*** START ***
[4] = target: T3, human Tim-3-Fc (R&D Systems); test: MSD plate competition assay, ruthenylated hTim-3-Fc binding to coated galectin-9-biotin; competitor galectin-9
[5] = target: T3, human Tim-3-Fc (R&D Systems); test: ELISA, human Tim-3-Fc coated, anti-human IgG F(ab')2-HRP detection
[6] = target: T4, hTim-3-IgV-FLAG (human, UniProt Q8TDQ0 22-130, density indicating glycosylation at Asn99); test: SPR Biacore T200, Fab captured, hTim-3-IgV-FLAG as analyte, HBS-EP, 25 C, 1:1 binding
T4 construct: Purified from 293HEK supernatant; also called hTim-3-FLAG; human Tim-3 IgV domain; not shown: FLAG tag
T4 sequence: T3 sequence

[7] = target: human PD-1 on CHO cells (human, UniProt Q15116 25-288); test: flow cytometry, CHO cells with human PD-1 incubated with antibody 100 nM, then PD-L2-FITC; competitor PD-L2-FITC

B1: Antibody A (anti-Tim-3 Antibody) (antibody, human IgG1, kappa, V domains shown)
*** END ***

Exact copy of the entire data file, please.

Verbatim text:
[4] = target: T3, human Tim-3-Fc (R&D Systems); test: MSD plate competition assay, ruthenylated hTim-3-Fc binding to coated galectin-9-biotin; competitor galectin-9
[5] = target: T3, human Tim-3-Fc (R&D Systems); test: ELISA, human Tim-3-Fc coated, anti-human IgG F(ab')2-HRP detection
[6] = target: T4, hTim-3-IgV-FLAG (human, UniProt Q8TDQ0 22-130, density indicating glycosylation at Asn99); test: SPR Biacore T200, Fab captured, hTim-3-IgV-FLAG as analyte, HBS-EP, 25 C, 1:1 binding
T4 construct: Purified from 293HEK supernatant; also called hTim-3-FLAG; human Tim-3 IgV domain; not shown: FLAG tag
T4 sequence: T3 sequence

[7] = target: human PD-1 on CHO cells (human, UniProt Q15116 25-288); test: flow cytometry, CHO cells with human PD-1 incubated with antibody 100 nM, then PD-L2-FITC; competitor PD-L2-FITC

B1: Antibody A (anti-Tim-3 Antibody) (antibody, human IgG1, kappa, V domains shown)